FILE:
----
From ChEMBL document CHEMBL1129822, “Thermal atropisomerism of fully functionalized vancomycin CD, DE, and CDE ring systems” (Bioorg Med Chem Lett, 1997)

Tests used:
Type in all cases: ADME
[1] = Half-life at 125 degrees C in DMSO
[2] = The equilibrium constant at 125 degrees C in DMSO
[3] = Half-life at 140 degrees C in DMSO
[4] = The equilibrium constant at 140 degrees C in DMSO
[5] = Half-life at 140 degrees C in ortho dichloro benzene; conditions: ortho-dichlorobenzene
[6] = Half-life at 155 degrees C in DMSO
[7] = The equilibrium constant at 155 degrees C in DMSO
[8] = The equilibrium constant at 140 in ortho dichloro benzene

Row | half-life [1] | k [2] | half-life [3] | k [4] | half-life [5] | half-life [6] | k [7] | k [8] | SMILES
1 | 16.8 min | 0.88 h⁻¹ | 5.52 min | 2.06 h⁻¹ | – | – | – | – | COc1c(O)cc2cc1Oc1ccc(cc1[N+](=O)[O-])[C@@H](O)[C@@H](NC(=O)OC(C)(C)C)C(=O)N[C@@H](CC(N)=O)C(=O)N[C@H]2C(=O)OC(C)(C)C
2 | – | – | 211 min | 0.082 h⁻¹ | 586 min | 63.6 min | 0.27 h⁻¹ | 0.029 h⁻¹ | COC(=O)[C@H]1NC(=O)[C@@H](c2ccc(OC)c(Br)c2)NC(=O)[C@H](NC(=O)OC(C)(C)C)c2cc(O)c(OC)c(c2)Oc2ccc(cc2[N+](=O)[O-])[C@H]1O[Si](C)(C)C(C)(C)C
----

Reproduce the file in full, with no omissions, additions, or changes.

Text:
From ChEMBL document CHEMBL1129822, “Thermal atropisomerism of fully functionalized vancomycin CD, DE, and CDE ring systems” (Bioorg Med Chem Lett, 1997)

Tests used:
Type in all cases: ADME
[1] = Half-life at 125 degrees C in DMSO
[2] = The equilibrium constant at 125 degrees C in DMSO
[3] = Half-life at 140 degrees C in DMSO
[4] = The equilibrium constant at 140 degrees C in DMSO
[5] = Half-life at 140 degrees C in ortho dichloro benzene; conditions: ortho-dichlorobenzene
[6] = Half-life at 155 degrees C in DMSO
[7] = The equilibrium constant at 155 degrees C in DMSO
[8] = The equilibrium constant at 140 in ortho dichloro benzene

Row | half-life [1] | k [2] | half-life [3] | k [4] | half-life [5] | half-life [6] | k [7] | k [8] | SMILES
1 | 16.8 min | 0.88 h⁻¹ | 5.52 min | 2.06 h⁻¹ | – | – | – | – | COc1c(O)cc2cc1Oc1ccc(cc1[N+](=O)[O-])[C@@H](O)[C@@H](NC(=O)OC(C)(C)C)C(=O)N[C@@H](CC(N)=O)C(=O)N[C@H]2C(=O)OC(C)(C)C
2 | – | – | 211 min | 0.082 h⁻¹ | 586 min | 63.6 min | 0.27 h⁻¹ | 0.029 h⁻¹ | COC(=O)[C@H]1NC(=O)[C@@H](c2ccc(OC)c(Br)c2)NC(=O)[C@H](NC(=O)OC(C)(C)C)c2cc(O)c(OC)c(c2)Oc2ccc(cc2[N+](=O)[O-])[C@H]1O[Si](C)(C)C(C)(C)C